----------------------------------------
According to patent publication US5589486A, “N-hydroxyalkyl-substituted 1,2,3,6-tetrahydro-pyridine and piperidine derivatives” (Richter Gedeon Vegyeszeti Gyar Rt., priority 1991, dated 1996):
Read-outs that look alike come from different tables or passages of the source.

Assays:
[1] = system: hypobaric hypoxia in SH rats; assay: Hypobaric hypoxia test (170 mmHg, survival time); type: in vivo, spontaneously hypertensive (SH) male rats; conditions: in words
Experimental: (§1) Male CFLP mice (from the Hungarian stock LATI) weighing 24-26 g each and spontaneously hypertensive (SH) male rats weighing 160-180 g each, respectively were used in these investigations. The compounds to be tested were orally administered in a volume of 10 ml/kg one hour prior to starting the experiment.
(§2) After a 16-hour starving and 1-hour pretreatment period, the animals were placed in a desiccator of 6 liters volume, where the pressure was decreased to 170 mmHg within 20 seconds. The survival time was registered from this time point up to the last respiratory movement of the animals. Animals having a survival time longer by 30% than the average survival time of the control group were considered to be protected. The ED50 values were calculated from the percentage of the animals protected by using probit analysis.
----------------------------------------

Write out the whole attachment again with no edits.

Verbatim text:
According to patent publication US5589486A, “N-hydroxyalkyl-substituted 1,2,3,6-tetrahydro-pyridine and piperidine derivatives” (Richter Gedeon Vegyeszeti Gyar Rt., priority 1991, dated 1996):
Read-outs that look alike come from different tables or passages of the source.

Assays:
[1] = system: hypobaric hypoxia in SH rats; assay: Hypobaric hypoxia test (170 mmHg, survival time); type: in vivo, spontaneously hypertensive (SH) male rats; conditions: in words
Experimental: (§1) Male CFLP mice (from the Hungarian stock LATI) weighing 24-26 g each and spontaneously hypertensive (SH) male rats weighing 160-180 g each, respectively were used in these investigations. The compounds to be tested were orally administered in a volume of 10 ml/kg one hour prior to starting the experiment.
(§2) After a 16-hour starving and 1-hour pretreatment period, the animals were placed in a desiccator of 6 liters volume, where the pressure was decreased to 170 mmHg within 20 seconds. The survival time was registered from this time point up to the last respiratory movement of the animals. Animals having a survival time longer by 30% than the average survival time of the control group were considered to be protected. The ED50 values were calculated from the percentage of the animals protected by using probit analysis.